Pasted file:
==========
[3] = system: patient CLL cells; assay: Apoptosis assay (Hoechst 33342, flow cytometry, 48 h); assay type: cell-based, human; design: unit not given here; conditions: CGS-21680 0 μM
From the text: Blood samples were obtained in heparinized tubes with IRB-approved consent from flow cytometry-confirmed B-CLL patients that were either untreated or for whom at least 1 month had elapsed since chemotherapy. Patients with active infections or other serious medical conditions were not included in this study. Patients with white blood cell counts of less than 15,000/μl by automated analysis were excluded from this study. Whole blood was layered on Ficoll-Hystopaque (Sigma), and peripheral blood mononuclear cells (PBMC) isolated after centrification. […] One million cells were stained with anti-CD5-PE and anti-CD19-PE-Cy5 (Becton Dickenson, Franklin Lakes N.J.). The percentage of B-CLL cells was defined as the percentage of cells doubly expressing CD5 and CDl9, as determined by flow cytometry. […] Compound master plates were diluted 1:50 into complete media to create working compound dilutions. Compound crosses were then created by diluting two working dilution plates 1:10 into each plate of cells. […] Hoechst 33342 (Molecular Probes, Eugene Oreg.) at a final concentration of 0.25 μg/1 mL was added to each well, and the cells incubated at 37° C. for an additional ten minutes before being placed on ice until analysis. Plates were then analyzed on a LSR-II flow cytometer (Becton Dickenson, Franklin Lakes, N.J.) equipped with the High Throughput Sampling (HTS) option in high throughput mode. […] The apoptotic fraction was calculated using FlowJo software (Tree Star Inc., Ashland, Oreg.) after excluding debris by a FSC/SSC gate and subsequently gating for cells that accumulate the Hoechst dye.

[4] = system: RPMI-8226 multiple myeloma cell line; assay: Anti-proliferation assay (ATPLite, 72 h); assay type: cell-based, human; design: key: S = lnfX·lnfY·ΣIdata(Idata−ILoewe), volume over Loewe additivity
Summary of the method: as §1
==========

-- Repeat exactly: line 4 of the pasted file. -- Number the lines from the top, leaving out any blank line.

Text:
Summary of the method: as §1